Professor Sutherland’s literary puzzles

I’m reading Thomas Hardy’s A Pair of Blue Eyes with one of my online reading groups at the moment. I last read it over 20 years ago so the plot isn’t exactly fresh in my mind but the scene where Elfride walks around the parapet of the church tower & almost falls, reminded me of one of the essays in John Sutherland’s book of puzzles in 19th century fiction, Can Jane Eyre be Happy? When I checked the book, the chapter What is Elfride’s rope made of? refers to a later incident but it reminded of this wonderful series of books written by John Sutherland.

The first book in the series, Is Heathcliff a Murderer?, was written as an antidote to the deadening effect of literary criticism on the enjoyment of the ordinary reader. Sutherland is a well-known academic & critic with a lively sense of humour & fun. He has edited many 19th century classic novels for the Oxford World’s Classics series & is obviously as intrigued as any common reader by the mistakes, errors & unanswered questions in these books. The questions he asks in Is Heathcliff a Murderer? range from What is Jo sweeping? (Bleak House) to Is Will Ladislaw legitimate? (Middlemarch) What does Arabella Donn throw? (Jude the Obscure) and Why does the Count come to England? (Dracula). He looks again at questions that have puzzled many readers & critics. What sex is Lady Bertram’s Pug in Mansfield Park? At different times in the book, Pug is referred to as He & She. Then there are the obvious mistakes like the apple blossom in June in Jane Austen’s Emma.

Of course, there’s also the title essay where Sutherland examines the evidence of Hindley Earnshaw’s death in Wuthering Heights & speculates whether the beating he received from Heathcliff contributed to his death. There’s also Joseph’s evidence that he was sent for the doctor & Heathcliff & Hindley were left alone for some time when anything might have happened. As Joseph says, ‘… he warn’t deead when Aw left, nowt uh t’soart’. The joy of these essays is that Sutherland discusses the characters & situations as though they are real. He discusses the improbability of a 27 year old man like Hindley drinking himself to death in a single night. Although Joseph is not a sympathetic character, he is invariably honest & Heathcliff had a motive in wanting Hindley dead – his ultimate aim of triumphing over the Earnshaws & taking control of the Heights. This is Sutherland’s conclusion,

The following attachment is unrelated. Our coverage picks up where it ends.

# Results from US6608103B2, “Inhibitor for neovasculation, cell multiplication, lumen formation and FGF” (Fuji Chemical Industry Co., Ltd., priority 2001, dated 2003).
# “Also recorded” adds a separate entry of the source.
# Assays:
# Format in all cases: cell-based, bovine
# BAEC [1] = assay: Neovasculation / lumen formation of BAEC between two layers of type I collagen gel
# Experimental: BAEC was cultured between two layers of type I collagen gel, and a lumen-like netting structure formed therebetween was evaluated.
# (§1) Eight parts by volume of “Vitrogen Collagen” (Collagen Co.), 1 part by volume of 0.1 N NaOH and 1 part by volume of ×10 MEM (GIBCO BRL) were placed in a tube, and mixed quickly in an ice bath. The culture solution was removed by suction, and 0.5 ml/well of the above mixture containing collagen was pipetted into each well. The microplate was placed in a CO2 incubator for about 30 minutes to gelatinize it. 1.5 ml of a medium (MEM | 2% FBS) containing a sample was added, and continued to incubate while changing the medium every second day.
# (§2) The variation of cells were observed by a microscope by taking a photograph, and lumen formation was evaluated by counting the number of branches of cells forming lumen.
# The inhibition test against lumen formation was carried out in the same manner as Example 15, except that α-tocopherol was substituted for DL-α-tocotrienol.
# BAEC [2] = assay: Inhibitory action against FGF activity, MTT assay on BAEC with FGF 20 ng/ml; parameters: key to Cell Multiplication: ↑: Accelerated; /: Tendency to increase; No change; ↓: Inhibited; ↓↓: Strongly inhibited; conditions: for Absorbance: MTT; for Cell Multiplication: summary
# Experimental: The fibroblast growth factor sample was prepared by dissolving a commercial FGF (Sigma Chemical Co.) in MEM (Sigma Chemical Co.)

Whether or not Heathcliff is guilty of capital crime remains a fascinating but ultimately inscrutable enigma at the very heart of the narrative. For what it is worth, I believe he did kill Hindley, although for any unprejudiced jury it is likely that enough ‘reasonable doubt’ would remain to acquit him.

Is Heathcliff a Murderer? was so successful that a second & then a third volume was called for. Sutherland quotes some of the letters he received from readers querying his conclusions & suggesting other conundrums that had always puzzled them. The title essay asks how Jane Eyre can expect a happy married life with a man who locked his first wife in the attic, discarded mistresses all over Europe & tried to trick her into a bigamous marriage. Sutherland’s tongue is often in his cheek but anyone who loves 19th century fiction would enjoy these books. Some of the other essays in Can Jane Eyre be Happy? are about Vanity Fair (How many pianos has Amelia Sedley?), Armadale (What, precisely, does Miss Gwilt’s purple flask contain?) & Tess of the D’Urbervilles (Who will Angel marry next?). In Who Betrays Elizabeth Bennet? the conundrums continue. The essay on A Christmas Carol is on a point that has always puzzled me. How do the Cratchits cook that enormous turkey sent by Scrooge on Christmas morning? In the title essay, he discusses how Lady Catherine could have heard the rumour about Lizzie’s imminent engagement to Mr Darcy in Pride & Prejudice.

Sutherland then moved on to Shakespearean enigmas, including the evidence that Henry V was a war criminal for his actions after Agincourt, does Lady Macbeth really faint when she hears of Duncan’s murder or is she putting on an act? and how old is King Lear?

20th century fiction is covered in Where was Rebecca shot? Now, we all know Maxim de Winter shot Rebecca in the boathouse on the beach near Manderley but the essay asks where on her body was she shot? Why did Maxim just happen to have a gun with him when he went to the boathouse that night? Who was the woman whose decomposing body Maxim identified months later? She is lying in the family vault but when Rebecca’s body is found in her boat, this other woman & her identity are ignored. No inquest takes place to enquire into her identity & how she died. Was she left in the family vault beside Rebecca? All excellent questions that the reader ignores in the excitement of devouring a wonderfully absorbing book as Daphne Du Maurier’s Rebecca.